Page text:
Time to get tough on arms exports, Britain
The UK Government really needs to tighten its arms exports controls. That’s the message which rang out loud and clear from today’s report by the four Parliamentary Select Committees. And it’s something which Amnesty would definitely agree with.
As arms expert Oliver Sprague pointed out in Amnesty’s statement today, serious problems remain with UK arms export controls that need to be addressed quickly – otherwise a small but significant number of UK weapons and components will continue being used to commit grievous human rights abuses around the world.
The Select Committees report raised several issues, some of which the government is aware of – their reluctance to tighten controls on components exports, and what the government were not aware of – that UK arms dealers were selling ex-Soviet weapons to blacklisted countries.
The New Statesman reports that the Government will launch an investigation into these claims. Let’s hope it’s a speedy one.
The government also needs to set about closing the loopholes on exporting components which can be used to make equipment which can be assembled elsewhere and then be sent to countries where they are used to kill civilians. They promised to tighten these laws in 2007, after Land Rover components were transferred to Turkey, where they were then assembled into military vehicles which ended up being used to crackdown on peaceful protestors in Uzbekistan in 2005.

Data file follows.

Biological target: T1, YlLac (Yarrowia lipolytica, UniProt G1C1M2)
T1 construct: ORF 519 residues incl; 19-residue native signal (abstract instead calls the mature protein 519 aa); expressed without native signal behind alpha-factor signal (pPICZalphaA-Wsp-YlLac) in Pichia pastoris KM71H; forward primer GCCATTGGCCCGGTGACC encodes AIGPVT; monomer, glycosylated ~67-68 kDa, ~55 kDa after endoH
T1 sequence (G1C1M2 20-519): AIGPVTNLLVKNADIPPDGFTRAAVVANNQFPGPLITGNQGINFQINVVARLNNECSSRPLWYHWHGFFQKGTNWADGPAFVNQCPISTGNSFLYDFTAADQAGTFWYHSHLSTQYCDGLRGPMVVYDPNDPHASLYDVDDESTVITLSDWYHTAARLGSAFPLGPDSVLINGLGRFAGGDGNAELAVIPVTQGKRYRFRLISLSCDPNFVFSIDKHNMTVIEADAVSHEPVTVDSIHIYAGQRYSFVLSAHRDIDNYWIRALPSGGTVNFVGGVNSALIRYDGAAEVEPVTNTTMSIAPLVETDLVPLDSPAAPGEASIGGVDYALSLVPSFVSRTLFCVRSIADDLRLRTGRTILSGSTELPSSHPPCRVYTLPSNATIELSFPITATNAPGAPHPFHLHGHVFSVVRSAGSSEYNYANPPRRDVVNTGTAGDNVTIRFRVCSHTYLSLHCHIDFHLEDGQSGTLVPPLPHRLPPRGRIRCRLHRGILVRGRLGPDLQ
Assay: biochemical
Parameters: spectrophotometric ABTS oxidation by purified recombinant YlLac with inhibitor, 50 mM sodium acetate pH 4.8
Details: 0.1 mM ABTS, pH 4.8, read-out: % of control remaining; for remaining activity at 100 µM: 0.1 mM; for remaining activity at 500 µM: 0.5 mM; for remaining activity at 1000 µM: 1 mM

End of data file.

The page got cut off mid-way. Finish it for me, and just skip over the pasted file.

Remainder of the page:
Four years after that massacre, we’re still waiting. If the Government wants to be taken seriously on the international stage when discussing wider issues of controls on weapons transfers, then surely it needs to ensure that its own house is in order.
On a separate but not unrelated point, you may be interested to read Ghaith Abdul-Ahad’s report in today’s Guardian on the trade in weapons and drugs Afghanistan. Shocking stuff.
Til the next time
Our blogs are written by Amnesty International staff, volunteers and other interested individuals, to encourage debate around human rights issues. They do not necessarily represent the views of Amnesty International.